Rejoice, film enthusiasts! Oscar Season is upon us once again. March 4th marks the 90th Academy Awards, a night of celebrating some of the most critically acclaimed films of the previous year. The Academy Awards (AKA The Oscars) is the artistic event of the season, where lovers of the medium gather around the television to watch cringey, topical humor – Jimmy Kimmel, unfortunately, returns as this year’s emcee – inspirational speeches, and debate on whether or not certain movies deserve to win certain awards. More importantly, it is a night that recognizes achievements in filmmaking. Whether it be the less flashy technical awards like Best Sound Mixing, or much grander awards like Best Director, the importance of the event is to recognize fine works of art and all those that worked on them. While the winners should be applauded for their hard work, it is important to not forget that cinema is a transformative art and that the greatest prize of all is what a film could mean to someone as a personal level. That being said: if Roger Deakins doesn’t win Best Cinematography for Blade Runner 2049, the Academy must be blind.
The most coveted prize of the night is, by far, Best Picture, and the nominees for the category include Call Me by Your Name, Darkest Hour, Dunkirk, Get Out, Lady Bird, Phantom Thread, The Post, The Shape of Water, and Three Billboards Outside Ebbing, Missouri. Two things can be said about this list: for starters, this is one of the most diverse – in terms of dealing with different and crucial topics – lists of Best Picture nominees in recent years and second, that this is going to be a close race. Some of the more outstanding nominations in the category have to go to first-time directors Jordan Peele and Greta Gerwig, who were also nominated for Best Director for Get Out and Lady Bird, respectively. Their nominations are a huge step for them and a truly inspirational message to minorities longing to see themselves represented at these award shows and the films themselves.
With all that is going on in today’s society, i.e., the marginalization of minorities, movies like Call Me by Your Name, Get Out, and The Shape of Water, really resonate with audiences because they shed a light on these issues and paint the stories in a beautiful manner. In Call Me by Your Name, Luca Guadagnino explores the struggle of coming to terms with your sexuality but under a more general theme of love and loss that allows audiences to empathize with the characters. Get Out uses the horror genre and its tropes to create a film that satirizes race relations. Its creation of the “Sunken Place” has defined to a worldwide audience a thought that has always been there, which is that some groups of people — no matter how hard they try to speak up — will be silenced and treated as insignificant. Guillermo del Toro’s masterpiece The Shape of Water also deals with a wide range of marginalized groups, but it is through Sally Hawkins’ stunning performance of a mute woman named Elisa that we examine those ignored because of the way they carry out communication. With more movies tackling these subject matters earning nominations for Best Picture, maybe we are finally seeing a step in the right direction for film as a medium.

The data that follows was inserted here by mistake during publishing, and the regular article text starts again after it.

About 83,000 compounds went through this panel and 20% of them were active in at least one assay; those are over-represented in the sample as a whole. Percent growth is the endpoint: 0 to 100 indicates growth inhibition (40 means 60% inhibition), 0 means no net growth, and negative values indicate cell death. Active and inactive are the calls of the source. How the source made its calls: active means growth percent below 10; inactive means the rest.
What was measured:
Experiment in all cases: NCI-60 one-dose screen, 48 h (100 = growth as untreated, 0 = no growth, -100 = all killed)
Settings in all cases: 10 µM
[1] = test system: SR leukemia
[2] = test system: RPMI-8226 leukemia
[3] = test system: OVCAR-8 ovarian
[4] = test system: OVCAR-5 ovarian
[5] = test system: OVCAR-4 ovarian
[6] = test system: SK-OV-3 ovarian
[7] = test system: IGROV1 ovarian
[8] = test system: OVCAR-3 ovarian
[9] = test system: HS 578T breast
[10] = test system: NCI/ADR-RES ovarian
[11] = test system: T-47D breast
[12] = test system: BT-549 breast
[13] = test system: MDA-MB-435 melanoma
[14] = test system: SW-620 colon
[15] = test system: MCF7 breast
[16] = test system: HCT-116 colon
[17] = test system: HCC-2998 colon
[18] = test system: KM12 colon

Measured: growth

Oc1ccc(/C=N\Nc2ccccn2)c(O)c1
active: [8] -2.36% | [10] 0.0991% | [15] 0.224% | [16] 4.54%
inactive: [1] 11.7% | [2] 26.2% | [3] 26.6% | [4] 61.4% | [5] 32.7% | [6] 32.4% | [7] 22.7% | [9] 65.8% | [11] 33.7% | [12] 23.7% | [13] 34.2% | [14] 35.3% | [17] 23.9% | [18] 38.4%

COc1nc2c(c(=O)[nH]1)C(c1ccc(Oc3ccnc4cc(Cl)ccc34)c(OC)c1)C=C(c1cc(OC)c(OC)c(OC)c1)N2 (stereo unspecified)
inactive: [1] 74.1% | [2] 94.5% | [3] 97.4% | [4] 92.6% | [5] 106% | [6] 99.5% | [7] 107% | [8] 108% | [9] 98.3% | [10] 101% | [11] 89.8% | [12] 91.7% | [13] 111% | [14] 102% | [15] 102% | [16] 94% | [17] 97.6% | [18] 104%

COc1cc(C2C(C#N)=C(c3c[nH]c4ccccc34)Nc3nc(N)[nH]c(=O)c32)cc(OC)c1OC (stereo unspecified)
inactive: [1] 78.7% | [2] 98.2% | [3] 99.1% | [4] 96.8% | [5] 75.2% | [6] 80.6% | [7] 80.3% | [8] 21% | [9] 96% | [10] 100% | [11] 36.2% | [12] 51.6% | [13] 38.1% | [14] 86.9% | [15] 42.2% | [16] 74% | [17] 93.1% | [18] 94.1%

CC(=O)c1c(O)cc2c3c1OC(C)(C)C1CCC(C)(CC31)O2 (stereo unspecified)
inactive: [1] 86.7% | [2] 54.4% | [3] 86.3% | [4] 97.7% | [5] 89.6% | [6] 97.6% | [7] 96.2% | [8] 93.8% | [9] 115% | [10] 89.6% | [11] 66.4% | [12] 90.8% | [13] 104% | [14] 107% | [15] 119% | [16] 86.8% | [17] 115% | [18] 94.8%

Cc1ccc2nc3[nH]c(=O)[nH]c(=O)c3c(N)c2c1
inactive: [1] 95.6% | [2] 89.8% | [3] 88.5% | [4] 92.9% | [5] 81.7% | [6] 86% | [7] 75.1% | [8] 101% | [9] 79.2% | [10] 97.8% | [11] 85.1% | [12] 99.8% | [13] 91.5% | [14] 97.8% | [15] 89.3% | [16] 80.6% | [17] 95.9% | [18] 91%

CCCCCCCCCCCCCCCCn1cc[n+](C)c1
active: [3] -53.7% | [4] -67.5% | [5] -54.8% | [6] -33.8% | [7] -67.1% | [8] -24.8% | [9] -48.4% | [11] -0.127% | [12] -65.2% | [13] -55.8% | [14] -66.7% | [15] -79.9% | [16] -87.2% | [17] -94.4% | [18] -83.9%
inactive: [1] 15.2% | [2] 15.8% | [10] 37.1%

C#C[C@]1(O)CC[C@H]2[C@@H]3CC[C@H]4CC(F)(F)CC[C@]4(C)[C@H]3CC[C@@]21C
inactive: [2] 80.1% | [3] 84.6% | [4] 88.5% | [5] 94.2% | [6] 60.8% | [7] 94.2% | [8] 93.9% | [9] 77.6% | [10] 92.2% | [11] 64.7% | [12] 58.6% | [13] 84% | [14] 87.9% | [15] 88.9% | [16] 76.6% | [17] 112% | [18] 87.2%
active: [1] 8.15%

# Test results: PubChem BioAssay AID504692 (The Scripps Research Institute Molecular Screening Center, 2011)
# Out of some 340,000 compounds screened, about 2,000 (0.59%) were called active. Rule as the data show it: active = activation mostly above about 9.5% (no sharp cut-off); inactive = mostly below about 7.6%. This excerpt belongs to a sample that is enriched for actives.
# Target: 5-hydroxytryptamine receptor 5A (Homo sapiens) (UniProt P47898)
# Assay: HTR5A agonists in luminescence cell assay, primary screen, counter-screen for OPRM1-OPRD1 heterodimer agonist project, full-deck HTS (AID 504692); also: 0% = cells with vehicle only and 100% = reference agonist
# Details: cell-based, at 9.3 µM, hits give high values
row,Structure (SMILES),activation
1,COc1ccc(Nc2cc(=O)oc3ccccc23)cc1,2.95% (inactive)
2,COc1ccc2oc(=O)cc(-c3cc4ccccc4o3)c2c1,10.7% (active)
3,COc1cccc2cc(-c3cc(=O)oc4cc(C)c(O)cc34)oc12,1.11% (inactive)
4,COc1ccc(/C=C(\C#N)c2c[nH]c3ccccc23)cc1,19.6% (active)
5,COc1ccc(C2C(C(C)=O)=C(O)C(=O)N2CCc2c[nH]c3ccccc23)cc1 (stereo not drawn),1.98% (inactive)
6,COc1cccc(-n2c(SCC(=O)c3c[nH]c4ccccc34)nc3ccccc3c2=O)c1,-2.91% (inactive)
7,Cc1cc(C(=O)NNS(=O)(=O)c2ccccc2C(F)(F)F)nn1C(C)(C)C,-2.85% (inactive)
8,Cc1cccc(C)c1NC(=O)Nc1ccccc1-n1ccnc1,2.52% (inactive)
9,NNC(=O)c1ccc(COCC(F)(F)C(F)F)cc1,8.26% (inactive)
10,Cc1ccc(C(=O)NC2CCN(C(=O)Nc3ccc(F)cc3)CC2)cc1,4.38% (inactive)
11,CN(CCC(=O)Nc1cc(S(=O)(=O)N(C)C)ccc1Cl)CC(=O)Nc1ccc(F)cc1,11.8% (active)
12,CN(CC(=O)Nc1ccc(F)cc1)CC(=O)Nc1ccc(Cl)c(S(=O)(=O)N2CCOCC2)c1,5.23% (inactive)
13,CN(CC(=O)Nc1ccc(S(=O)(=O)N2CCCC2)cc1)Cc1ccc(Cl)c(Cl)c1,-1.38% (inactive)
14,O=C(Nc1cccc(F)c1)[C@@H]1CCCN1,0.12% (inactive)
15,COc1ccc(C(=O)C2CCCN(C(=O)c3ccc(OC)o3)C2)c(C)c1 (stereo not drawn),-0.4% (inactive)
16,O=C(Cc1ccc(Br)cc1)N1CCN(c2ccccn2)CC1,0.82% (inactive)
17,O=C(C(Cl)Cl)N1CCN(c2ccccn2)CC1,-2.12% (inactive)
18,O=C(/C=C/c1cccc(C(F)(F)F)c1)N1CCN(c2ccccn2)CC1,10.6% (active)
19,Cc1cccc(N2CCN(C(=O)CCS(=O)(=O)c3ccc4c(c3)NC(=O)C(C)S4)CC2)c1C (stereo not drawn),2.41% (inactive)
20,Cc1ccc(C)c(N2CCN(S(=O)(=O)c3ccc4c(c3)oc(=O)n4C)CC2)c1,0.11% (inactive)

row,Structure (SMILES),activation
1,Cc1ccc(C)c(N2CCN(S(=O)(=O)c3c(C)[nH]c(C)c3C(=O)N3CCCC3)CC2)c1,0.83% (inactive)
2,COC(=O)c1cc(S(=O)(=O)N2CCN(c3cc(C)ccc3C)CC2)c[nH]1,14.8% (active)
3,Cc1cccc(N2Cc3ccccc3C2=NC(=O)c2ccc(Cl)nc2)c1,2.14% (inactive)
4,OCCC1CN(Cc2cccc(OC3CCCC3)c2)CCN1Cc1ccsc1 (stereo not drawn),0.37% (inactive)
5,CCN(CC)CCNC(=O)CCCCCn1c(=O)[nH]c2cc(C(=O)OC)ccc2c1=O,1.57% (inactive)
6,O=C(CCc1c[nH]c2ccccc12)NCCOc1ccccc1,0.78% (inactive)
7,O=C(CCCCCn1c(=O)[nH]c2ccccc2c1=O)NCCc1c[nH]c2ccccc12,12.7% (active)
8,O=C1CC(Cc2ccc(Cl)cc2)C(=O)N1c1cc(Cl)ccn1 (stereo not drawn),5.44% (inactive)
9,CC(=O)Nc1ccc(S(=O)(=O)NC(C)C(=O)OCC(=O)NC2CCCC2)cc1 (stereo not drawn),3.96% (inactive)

Come and join the Film Studies Program in collaboration with The Film Initiative as we present the Oscar Watch Party. Celebrate a night of filmmaking achievements on Sunday, March 4th, in GC 140 and enjoy the fun and festivities the event has to offer such as Oscar Bingo, Oscar Picks, a Red-Carpet Photo Shoot, as well as everyone’s favorite motivator: free food! Stay connected on our Instagram and Newsletter for more information on the event.
Jose Gil is a Senior at Florida International University, pursuing a Bachelor’s Degree in Biology with a minor in Chemistry, along with Certificates in Film Studies.